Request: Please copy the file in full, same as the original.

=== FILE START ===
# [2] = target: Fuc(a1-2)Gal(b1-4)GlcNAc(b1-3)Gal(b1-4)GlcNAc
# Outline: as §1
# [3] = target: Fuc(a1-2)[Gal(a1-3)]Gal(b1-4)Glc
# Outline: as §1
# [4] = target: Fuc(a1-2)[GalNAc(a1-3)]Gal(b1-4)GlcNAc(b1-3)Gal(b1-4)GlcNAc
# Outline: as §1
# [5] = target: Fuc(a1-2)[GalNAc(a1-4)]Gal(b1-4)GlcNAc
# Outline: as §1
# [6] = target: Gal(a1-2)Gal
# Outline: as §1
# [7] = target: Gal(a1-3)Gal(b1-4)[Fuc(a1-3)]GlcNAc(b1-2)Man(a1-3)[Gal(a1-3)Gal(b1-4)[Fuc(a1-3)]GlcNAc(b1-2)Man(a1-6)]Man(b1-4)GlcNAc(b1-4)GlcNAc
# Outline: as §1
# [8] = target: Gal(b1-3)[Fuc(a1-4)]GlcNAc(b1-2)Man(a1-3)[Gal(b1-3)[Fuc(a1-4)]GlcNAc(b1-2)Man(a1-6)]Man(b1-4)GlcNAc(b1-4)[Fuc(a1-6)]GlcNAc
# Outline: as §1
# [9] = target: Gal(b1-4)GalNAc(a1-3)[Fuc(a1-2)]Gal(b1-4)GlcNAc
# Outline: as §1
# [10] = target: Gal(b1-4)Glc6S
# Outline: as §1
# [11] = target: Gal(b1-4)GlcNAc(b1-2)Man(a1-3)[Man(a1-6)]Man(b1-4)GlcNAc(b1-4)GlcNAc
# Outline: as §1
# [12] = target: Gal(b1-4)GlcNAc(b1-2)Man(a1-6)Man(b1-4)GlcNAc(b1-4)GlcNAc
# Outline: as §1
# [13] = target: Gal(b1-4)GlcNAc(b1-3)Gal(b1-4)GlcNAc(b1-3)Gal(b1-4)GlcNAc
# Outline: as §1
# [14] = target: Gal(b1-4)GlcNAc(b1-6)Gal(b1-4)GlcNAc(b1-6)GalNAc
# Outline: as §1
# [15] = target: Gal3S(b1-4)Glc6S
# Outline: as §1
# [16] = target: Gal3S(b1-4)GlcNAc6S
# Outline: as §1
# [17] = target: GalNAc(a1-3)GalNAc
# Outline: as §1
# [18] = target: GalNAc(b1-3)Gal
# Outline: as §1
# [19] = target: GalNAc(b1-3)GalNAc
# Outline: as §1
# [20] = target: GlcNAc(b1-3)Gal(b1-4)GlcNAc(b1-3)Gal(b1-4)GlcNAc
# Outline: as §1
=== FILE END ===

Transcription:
# [2] = target: Fuc(a1-2)Gal(b1-4)GlcNAc(b1-3)Gal(b1-4)GlcNAc
# Outline: as §1
# [3] = target: Fuc(a1-2)[Gal(a1-3)]Gal(b1-4)Glc
# Outline: as §1
# [4] = target: Fuc(a1-2)[GalNAc(a1-3)]Gal(b1-4)GlcNAc(b1-3)Gal(b1-4)GlcNAc
# Outline: as §1
# [5] = target: Fuc(a1-2)[GalNAc(a1-4)]Gal(b1-4)GlcNAc
# Outline: as §1
# [6] = target: Gal(a1-2)Gal
# Outline: as §1
# [7] = target: Gal(a1-3)Gal(b1-4)[Fuc(a1-3)]GlcNAc(b1-2)Man(a1-3)[Gal(a1-3)Gal(b1-4)[Fuc(a1-3)]GlcNAc(b1-2)Man(a1-6)]Man(b1-4)GlcNAc(b1-4)GlcNAc
# Outline: as §1
# [8] = target: Gal(b1-3)[Fuc(a1-4)]GlcNAc(b1-2)Man(a1-3)[Gal(b1-3)[Fuc(a1-4)]GlcNAc(b1-2)Man(a1-6)]Man(b1-4)GlcNAc(b1-4)[Fuc(a1-6)]GlcNAc
# Outline: as §1
# [9] = target: Gal(b1-4)GalNAc(a1-3)[Fuc(a1-2)]Gal(b1-4)GlcNAc
# Outline: as §1
# [10] = target: Gal(b1-4)Glc6S
# Outline: as §1
# [11] = target: Gal(b1-4)GlcNAc(b1-2)Man(a1-3)[Man(a1-6)]Man(b1-4)GlcNAc(b1-4)GlcNAc
# Outline: as §1
# [12] = target: Gal(b1-4)GlcNAc(b1-2)Man(a1-6)Man(b1-4)GlcNAc(b1-4)GlcNAc
# Outline: as §1
# [13] = target: Gal(b1-4)GlcNAc(b1-3)Gal(b1-4)GlcNAc(b1-3)Gal(b1-4)GlcNAc
# Outline: as §1
# [14] = target: Gal(b1-4)GlcNAc(b1-6)Gal(b1-4)GlcNAc(b1-6)GalNAc
# Outline: as §1
# [15] = target: Gal3S(b1-4)Glc6S
# Outline: as §1
# [16] = target: Gal3S(b1-4)GlcNAc6S
# Outline: as §1
# [17] = target: GalNAc(a1-3)GalNAc
# Outline: as §1
# [18] = target: GalNAc(b1-3)Gal
# Outline: as §1
# [19] = target: GalNAc(b1-3)GalNAc
# Outline: as §1
# [20] = target: GlcNAc(b1-3)Gal(b1-4)GlcNAc(b1-3)Gal(b1-4)GlcNAc
# Outline: as §1